Handover (property law)

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In jurisprudence, the transfer of a thing is understood as the amicable change in ownership by granting direct ownership from the previous to the new owner.


The physical surrender is a real act which gives the new owner actual control over the thing and is accompanied by the willingness of the transferor to transfer ownership and the new owner's will to establish ownership. The physical transfer is therefore not a legal transaction , so that a representation is not possible and legal capacity is not required. This applies to both the handover and the acceptor. Real acts therefore also lead to legal consequences that occur by virtue of the law.

In jurisprudence, handover can take two forms. On the one hand, as an obligation of a corresponding contractual or real claim . On the other hand, as a prerequisite for the effectiveness of certain orders .

Handover as a duty

If someone is obliged to hand over something, he owes the granting of immediate possession . Such an obligation often results from a contract under the law of obligations . For example, if the seller undertakes in a sales contract not only to transfer the purchased item to the buyer, but also to hand it over (cf. § 433 BGB). Or the landlord undertakes in a rental agreement to hand over the rented property to the lessee in a condition suitable for use in accordance with the contract so that he can use the property (cf. Section 535, Paragraph 1 BGB).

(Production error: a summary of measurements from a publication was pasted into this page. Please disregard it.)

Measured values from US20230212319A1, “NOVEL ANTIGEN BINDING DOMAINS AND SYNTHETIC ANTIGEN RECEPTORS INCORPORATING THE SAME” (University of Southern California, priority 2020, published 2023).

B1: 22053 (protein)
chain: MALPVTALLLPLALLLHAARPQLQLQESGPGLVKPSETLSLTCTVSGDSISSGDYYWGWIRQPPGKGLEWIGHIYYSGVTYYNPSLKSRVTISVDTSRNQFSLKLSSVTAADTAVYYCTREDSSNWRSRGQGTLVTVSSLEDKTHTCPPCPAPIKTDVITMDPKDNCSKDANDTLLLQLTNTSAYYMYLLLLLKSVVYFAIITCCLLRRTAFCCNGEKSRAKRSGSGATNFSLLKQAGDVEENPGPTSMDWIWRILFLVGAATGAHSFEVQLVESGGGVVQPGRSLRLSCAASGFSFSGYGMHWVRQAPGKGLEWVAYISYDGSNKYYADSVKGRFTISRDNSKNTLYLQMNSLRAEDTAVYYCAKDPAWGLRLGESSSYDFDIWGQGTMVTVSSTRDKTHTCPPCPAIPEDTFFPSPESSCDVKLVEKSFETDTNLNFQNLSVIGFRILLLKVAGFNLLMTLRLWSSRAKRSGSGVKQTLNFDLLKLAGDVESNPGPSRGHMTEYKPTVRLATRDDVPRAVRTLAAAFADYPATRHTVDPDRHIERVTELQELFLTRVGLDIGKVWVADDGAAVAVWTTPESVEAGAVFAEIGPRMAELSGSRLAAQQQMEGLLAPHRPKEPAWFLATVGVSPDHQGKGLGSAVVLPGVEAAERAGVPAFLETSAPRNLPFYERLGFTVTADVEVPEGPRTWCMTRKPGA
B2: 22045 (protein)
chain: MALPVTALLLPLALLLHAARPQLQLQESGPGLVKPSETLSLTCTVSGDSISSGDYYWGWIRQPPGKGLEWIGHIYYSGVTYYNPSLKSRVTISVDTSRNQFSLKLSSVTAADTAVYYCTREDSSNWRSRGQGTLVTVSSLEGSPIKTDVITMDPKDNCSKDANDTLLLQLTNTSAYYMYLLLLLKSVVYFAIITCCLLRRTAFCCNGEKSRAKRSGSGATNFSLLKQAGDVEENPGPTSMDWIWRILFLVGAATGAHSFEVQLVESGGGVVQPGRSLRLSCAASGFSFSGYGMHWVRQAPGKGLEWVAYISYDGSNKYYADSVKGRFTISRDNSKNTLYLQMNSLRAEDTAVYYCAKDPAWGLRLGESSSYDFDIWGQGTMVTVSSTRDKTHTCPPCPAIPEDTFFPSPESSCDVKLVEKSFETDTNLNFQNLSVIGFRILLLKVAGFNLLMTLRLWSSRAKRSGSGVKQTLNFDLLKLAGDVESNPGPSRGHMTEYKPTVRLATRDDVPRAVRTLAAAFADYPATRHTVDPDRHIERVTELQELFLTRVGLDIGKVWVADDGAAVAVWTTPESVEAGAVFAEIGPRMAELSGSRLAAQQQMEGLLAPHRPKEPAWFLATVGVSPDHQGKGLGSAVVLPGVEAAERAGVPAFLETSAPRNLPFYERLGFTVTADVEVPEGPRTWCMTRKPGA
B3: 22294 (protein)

An obligation to hand over can also result from a claim in rem. For example, the unlawful owner of an item is obliged to hand it over to the owner ( claim to surrender of property ).

Handover as a prerequisite for the effectiveness of certain dispositions

The handover is a prerequisite for the validity of a number of dispositions. This applies due to the principle of publicity , according to which the legal situation in rem must be recognizable to everyone at all times and externally, especially for the transfer or ordering of rights in rem to movable objects (e.g. for the transfer of ownership , or the appointment or transfer of a lien ).

Transfer of movable property

The effective transfer of ownership of a movable item presupposes, in addition to the agreement between the seller and the buyer on the transfer of ownership , the transfer of the item to be transferred (cf. § 929 ). As an act of publicity, the transfer in the context of the transfer of ownership not only requires that the purchaser of the property is granted some form of possession , but also that the seller relinquishes any form of possession.

Transfer of ownership with handover

The rule is the handover of an item by granting direct ownership from the previous owner to the new owner ( traditional principle ; cf. § 929 sentence 1 BGB).

Transfer without handover

As an exception, a handover can be waived if the purchaser is already in possession of the item - be it lawfully or through prohibited personal authority . It is a special form of transfer, the so-called traditio brevi manu (cf. § 929 sentence 2 BGB).

Transfer surrogates